Java generic types

Generic Types

Let’s talk about the Java generic types. Most of the time, we add generics to make lists type-safe.
We have pre-java 5 lists without generics that can get all known object’s types and when you get an object out of it we don’t know its type. When we use generics we already know what goes in and what goes out.

// a pre-Java 5 list! Don't use it!
List myList = new ArrayList();
myList.add(new Integer(42));
String s = (String) myList.get(1); // runtime error!
// a Java 5 and later list! Use it!
List<Dog> aList = new ArrayList<>();
Dog d = aList.get(0);

We can mix old non-generic code with new generic code. In this case the compiler generates a warning (when we add something to that collection). Generics are strictly a compile-time protection.
The bad moment for non-generic collections is only when you try to get all sort of objects from it. There isn’t a type-safe protection at runtime.

Polymorphism and Generics

Generics don’t work with polymorphism. You can’t assign a child generic to a parent generic.

List<Object> myList = new ArrayList<Button>(); // not compiles!

We can only assign a generic to a generic:

List<Object> myList = new ArrayList<Object>();

This isn’t right for arrays and also simple objects.

Object[] myArray = new Button[3]; // OK

The reason is that there is a JVM exception for arrays (ArrayStoreException) and the type of generics is removed at runtime.

It’s bad but legal to add a child type to a collection.

public void addAnimal(List<Animal> animals) {
  animals.add(new Dog()); // legal

Also if you try to add a child not compiles:

List<Dog> animals = new ArrayList<Dog>();
addAnimal(animals); // not compiles!


The only way to pass a subtype is with ? wildcard. An example:

void foo(List<? extends Animal> list) { ... }

With this wildcard we can say we’ll pass only a type or subtype of Animal.

We can also use <? super Dog> to say that we can pass a type and its supertypes. With that case we’ll have lists of Dogs, Animals or Objects. If we use <?> we can pass all objects. It’s different from <Object> because with that we can only pass lists of Objects (not subtypes).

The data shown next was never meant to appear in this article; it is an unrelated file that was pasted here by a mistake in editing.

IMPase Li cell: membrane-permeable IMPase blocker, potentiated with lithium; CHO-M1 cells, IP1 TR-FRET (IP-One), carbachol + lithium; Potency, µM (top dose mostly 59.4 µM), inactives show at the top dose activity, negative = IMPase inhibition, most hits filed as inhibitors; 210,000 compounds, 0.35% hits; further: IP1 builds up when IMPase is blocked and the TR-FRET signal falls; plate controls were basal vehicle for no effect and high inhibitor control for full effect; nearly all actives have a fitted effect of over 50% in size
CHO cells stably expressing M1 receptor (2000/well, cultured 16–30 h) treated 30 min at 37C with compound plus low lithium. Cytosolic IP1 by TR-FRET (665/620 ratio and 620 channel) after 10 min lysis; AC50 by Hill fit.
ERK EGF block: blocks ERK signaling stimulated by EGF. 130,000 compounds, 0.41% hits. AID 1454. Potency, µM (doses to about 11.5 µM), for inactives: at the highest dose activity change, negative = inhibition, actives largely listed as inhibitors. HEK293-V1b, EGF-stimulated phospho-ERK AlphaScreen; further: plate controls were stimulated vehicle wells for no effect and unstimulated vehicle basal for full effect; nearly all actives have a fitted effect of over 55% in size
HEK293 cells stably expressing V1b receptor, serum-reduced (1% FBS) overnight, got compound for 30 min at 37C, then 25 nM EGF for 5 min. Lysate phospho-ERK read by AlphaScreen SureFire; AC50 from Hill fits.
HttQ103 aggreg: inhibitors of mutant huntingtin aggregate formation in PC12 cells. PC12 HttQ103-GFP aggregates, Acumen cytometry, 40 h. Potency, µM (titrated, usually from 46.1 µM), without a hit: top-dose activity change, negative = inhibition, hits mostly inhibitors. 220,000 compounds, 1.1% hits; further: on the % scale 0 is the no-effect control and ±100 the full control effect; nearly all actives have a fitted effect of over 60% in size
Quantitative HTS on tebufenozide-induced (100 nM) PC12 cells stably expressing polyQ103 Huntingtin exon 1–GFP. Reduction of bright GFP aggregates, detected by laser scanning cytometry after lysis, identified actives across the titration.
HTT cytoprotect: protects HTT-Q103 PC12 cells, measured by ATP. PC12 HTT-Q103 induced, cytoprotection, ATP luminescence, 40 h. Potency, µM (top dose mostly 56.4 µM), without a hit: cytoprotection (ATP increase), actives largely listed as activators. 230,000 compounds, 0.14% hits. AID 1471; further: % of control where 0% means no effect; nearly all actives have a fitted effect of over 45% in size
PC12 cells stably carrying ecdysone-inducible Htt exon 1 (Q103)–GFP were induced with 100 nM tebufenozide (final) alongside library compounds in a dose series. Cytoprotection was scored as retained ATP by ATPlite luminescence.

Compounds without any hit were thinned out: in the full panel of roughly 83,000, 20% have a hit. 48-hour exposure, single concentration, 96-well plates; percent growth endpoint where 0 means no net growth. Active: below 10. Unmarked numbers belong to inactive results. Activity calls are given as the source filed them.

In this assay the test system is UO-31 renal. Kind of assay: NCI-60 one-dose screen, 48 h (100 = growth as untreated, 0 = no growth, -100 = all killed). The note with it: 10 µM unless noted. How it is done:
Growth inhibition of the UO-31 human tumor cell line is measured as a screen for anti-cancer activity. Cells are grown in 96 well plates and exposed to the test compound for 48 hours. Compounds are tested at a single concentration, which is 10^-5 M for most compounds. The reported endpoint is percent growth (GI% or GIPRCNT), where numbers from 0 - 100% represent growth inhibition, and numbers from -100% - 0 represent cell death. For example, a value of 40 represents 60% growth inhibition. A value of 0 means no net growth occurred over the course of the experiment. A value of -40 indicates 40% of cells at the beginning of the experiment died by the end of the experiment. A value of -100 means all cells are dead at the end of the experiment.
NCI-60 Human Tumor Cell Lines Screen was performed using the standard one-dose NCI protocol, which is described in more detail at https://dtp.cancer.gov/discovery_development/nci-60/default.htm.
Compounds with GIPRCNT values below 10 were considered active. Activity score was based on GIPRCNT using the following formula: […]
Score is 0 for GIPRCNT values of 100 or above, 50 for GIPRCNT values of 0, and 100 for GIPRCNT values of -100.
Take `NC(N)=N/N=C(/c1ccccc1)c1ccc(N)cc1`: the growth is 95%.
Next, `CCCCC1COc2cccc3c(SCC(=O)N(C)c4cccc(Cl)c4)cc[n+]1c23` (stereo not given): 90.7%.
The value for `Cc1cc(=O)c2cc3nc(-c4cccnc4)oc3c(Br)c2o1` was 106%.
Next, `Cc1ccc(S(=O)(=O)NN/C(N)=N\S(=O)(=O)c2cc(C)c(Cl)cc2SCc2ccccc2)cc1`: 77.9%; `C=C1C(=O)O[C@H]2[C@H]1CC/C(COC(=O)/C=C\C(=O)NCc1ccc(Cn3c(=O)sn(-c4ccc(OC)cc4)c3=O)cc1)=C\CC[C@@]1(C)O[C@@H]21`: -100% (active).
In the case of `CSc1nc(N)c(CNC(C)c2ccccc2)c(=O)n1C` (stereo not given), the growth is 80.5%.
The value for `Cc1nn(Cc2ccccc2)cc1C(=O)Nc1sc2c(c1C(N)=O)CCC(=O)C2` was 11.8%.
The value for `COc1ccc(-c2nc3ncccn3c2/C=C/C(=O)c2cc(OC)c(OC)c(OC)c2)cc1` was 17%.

void foo(List<?> list) { ... }

is different from:

void foo(List<Object> list) { ... }

Pay attenction that we can’t have ? with new keyword:

List<? super Animal> dList = new ArrayList<Dog>(); // not compiles!
List<?> list = new ArrayList<Dog>(); // OK
List<? extends Dog> bList = new ArrayList<Animal>(); // OK

We can’t add things to a collection with a wildcard because the compiler doesn’t know if we’ll add bad things.

void doInsert(List<?> list) {
  list.add(new Dog()); // not compiles!

Java generic types declarations

When we put/add a type to a list we must know that it use and declare generics:

public interface List<E>

E stands for Elements, used with collections.
In it you can find generic methods like:

boolean add(E o)

T stands for Type, used in simple objects. An example:

public class RentalGeneric<T> {
  private List<T> rentalPool;
  public RentalGeneric(List<T> rentalPool) {
    this.rentalPool = rentalPool;
  public T getRental() {
    return rentalPool.get(0);
  public void setRental(T rental) {

If you try to insert something different you’ll have a compiler error.
We can create also more than one generic type in a single class definition:

public class UseTwoGenerics<T, U> {
  T one;
  U two;
  T getT() { return one; }
  U getU() { return two; }

We can also use a wildcard notation to specify a range:

public class AnimalGen<T extends Animal> {
  T animal;

We can also create generic methods. Pay attenction because we have to add the type before the return argument.

public <T> void makeArrayList(T t) {
  List<T> list = new ArrayList<T>();

We can also add boundaries: <T extends Number>
And we can also create a generic constructor:

public <T> Radio(T t) {}

Note that it hasn’t a return type but a generic type.
Pay attenction to when to use a wildcard and when to use a generic type declaration.
We can’t use wildcards in class or method declarations but only in references and arguments.

public class NumberHolder<? extends Number> {} // not compiles!
public class NumberHolder<?> { ? aNum; } // not compiles!
List<?> list = new ArrayList<Dog>(); // OK, it's a reference.
void foo(List<?> list) {} // OK, it's an argument.

That’s all for the Java generic types.
Try them at home!

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